Siberia contains the world's largest undeveloped open space. It comprises one-tenth of the world's land mass, contains one-fifth of the earth's forest cover, is home to some of the largest herds of reindeer, and contains Lake Baikal, which holds twenty percent of the world's fresh water. However, the long-term integrity of Siberia's rich and beautiful environment is in serious jeopardy because the very natural riches that give Siberia its environmental significance also invite exploration and exploitation. The Article examines some of the historical inadequacies of the Soviet legal and regulatory systems, the current economic concerns of the local Siberian communities, and the danger that joint United States-Soviet economic ventures pose to these communities and the environment. Finally, the Article concludes with proposals for preserving the Siberian environment through the implementation of economic and political decentralization and the adoption of regulatory schemes based on American models.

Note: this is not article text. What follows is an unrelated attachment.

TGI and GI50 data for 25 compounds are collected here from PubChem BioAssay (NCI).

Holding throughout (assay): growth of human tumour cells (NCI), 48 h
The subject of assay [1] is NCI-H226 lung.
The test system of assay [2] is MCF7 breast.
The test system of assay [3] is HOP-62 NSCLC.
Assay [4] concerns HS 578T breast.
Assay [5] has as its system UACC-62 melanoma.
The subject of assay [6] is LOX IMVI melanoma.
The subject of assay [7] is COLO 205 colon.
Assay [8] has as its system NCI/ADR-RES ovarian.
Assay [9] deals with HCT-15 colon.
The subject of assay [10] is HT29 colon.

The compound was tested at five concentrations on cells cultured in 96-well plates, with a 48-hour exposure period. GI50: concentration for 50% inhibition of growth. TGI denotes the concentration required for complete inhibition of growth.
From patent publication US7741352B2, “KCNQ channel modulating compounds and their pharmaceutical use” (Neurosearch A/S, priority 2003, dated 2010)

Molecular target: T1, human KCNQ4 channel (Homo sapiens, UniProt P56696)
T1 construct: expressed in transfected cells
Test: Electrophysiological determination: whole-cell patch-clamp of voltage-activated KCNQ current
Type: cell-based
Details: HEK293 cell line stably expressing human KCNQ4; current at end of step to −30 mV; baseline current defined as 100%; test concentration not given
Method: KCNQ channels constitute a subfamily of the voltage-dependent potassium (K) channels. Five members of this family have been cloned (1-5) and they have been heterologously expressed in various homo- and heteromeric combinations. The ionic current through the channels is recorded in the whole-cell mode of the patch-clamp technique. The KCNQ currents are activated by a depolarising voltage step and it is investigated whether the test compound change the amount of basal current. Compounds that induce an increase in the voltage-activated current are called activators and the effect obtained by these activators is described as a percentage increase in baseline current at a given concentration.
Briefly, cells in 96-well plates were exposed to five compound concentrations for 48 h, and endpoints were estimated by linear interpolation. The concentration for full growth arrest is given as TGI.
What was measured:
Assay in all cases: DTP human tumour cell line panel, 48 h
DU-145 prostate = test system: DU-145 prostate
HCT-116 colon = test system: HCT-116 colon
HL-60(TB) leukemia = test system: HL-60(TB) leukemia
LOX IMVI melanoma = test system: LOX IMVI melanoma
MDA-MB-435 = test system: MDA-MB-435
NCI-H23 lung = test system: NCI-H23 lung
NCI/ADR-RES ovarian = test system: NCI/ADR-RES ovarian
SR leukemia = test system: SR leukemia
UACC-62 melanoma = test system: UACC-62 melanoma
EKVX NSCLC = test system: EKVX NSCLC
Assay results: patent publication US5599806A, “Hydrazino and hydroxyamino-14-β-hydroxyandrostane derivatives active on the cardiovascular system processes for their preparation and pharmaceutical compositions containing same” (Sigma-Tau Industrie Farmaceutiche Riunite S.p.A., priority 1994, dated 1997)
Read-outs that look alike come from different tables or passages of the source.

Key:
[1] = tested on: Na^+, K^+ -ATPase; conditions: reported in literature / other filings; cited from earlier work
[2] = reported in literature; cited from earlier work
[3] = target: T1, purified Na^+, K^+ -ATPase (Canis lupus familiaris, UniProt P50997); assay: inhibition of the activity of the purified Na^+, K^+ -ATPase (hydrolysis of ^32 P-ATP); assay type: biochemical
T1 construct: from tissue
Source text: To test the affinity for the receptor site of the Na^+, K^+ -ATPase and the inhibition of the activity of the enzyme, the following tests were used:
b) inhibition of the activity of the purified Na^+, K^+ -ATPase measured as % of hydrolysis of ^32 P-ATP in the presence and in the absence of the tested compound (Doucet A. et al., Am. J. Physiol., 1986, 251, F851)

Armin Rosencranz and Antony Scott,
Siberia, Environmentalism, and Problems of Environmental Protection,
14 Hastings Int'l & Comp. L. Rev. 929
Available at: https://repository.uchastings.edu/hastings_international_comparative_law_review/vol14/iss4/8